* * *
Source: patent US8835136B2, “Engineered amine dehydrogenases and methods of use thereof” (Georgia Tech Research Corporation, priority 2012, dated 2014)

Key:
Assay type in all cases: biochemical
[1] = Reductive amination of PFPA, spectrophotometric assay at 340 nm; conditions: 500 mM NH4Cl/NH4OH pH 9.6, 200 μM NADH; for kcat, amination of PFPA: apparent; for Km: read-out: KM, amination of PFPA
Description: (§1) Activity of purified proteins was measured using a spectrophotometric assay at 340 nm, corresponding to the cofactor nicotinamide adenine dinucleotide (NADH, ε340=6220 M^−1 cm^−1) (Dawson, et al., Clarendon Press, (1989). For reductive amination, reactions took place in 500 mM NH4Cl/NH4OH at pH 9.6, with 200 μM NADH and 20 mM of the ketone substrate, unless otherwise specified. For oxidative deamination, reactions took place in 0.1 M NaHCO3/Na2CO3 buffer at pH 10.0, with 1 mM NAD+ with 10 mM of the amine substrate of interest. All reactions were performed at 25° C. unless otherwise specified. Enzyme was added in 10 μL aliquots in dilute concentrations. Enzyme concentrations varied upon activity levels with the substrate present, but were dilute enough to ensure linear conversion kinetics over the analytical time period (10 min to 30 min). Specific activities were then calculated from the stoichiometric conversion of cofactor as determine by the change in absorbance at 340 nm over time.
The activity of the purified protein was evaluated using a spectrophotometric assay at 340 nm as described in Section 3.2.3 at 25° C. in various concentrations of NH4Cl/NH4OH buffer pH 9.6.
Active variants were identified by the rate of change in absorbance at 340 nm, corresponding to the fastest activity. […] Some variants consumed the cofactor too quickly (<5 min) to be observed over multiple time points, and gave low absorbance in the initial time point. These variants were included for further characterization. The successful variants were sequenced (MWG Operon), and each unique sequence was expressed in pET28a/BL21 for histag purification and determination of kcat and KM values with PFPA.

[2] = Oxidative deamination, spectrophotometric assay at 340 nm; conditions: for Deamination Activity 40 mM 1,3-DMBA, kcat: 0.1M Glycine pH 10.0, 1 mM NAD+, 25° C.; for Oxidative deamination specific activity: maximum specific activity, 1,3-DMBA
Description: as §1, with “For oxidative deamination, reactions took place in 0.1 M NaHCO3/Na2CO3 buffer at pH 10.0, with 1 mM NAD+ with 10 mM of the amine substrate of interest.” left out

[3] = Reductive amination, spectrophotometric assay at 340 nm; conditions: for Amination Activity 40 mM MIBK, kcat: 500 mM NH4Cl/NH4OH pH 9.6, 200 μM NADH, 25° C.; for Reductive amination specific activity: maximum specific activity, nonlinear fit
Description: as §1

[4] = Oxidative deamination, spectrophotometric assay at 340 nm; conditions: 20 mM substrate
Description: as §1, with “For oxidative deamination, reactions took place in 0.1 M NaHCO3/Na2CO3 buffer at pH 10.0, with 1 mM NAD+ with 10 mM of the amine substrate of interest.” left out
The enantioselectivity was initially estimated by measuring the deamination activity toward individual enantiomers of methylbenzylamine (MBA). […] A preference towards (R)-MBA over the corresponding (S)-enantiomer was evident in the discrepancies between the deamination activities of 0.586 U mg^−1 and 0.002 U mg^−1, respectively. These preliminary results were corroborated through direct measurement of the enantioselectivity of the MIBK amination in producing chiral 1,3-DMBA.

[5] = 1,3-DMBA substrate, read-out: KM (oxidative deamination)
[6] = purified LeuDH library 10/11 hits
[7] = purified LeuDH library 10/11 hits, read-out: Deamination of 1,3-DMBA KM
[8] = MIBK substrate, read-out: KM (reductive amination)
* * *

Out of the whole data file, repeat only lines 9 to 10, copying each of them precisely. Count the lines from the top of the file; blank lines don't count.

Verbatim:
Description: as §1, with “For oxidative deamination, reactions took place in 0.1 M NaHCO3/Na2CO3 buffer at pH 10.0, with 1 mM NAD+ with 10 mM of the amine substrate of interest.” left out

[3] = Reductive amination, spectrophotometric assay at 340 nm; conditions: for Amination Activity 40 mM MIBK, kcat: 500 mM NH4Cl/NH4OH pH 9.6, 200 μM NADH, 25° C.; for Reductive amination specific activity: maximum specific activity, nonlinear fit